College Choices: Picking the Right Major

Some people seem to be born knowing what they are going to do the rest of their life. But a lot of people go through high school and enter college without a clear path to their career. The majority of higher learning institutions allow students to wait until their junior year before deciding upon a major. But picking a definite career choice at an earlier stage can be of great benefit to the student.

Obviously, picking a school becomes much easier when you know which degree you want to pursue. In addition, knowing where you are headed after graduation makes it easier to plan your classes so that you can finish your degree on schedule.

Fortunately there are a number of resources available to help students decide on a career and thereby give them a better idea of what school to choose.

Use High School Classes as a Guide

For those students currently enrolled in high school, your current success may be a good indicator of a college major. Look at those classes that are not only appealing to you but also the ones in which you received high marks. If you have already experienced some time in the working world and now you are entering college, you may have to jog your memory a bit to remember your top classes from high school.

If you are on the verge of entering college you may wish to use the variety of courses to get a feel for different types of industries. Many introductory courses exist to give students a chance to test the waters in a new field such as medicine, engineering or law. If one of these classes seems especially appealing you may opt to take a follow up course using one of your elective class credits.

Fulfill Your Desires with the Right Career Choice

Considering that the majority of people will spend 30+ years in a chosen field, whether it is with one company or several, it makes sense that the career should be somewhat appealing to you. Often times young people pick a major based on the successful careers of a parent or close relative. But that should not be the deciding factor.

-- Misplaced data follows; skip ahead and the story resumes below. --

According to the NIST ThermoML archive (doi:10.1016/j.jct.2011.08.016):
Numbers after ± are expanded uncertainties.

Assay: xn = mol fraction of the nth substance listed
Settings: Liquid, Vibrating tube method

People should take a big picture view of their potential career and identify the most appealing characteristics. Some individuals consider only the earning potential of a particular field and ignore many other facets. Other people look at a career based on its contribution to society or the freedom provided by the job to express an inner passion. Keeping the top priorities in mind will help to narrow down the choices significantly.

More Ideas

Getting input from people that are not closely tied to you is a great way to gain another perspective. Former high school instructors along with counselors may be able to give you some advice about a career based on their observations of your time in school. Students that are currently enrolled in the college you are considering can give you a true vision of what to expect from the school.

Along with these various discussions you can also complete aptitude tests aimed at suggesting careers based on your skills or personality strengths. These tests should not be used as a final decision for you for a career choice. But they can be a great way to look at a possible field that you may not have considered on your own.

Online Schools (14)

Below please find's list of accredited Online Colleges. Click on the school of your choice and fill out the form to request free information.

  • Advertising (Bachelor's degree)
  • Animation, Interactive Technology, Video Graphics and Special Effects (Bachelor's degree)
  • Apparel and Accessories Marketing Operations (Bachelor's degree)
  • Commercial Photography (Bachelor's degree)
  • Computer Graphics (Bachelor's degree)
  • Accounting (Associate Degree)
  • Accounting (Bachelor's degree)
  • Accounting (Master's degree)
  • Accounting & Finance (Master's degree)
  • Applied Psychology (Master's degree)
Ottawa University Online Program offerings:
  • Business Administration and Management, General (Master's degree)
  • Business Administration and Management, General (Bachelor's degree)
  • Criminal Justice/Law Enforcement Administration (Bachelor's degree)
  • Curriculum and Instruction (Master's degree)
  • Educational Administration and Supervision, Other (Master's degree)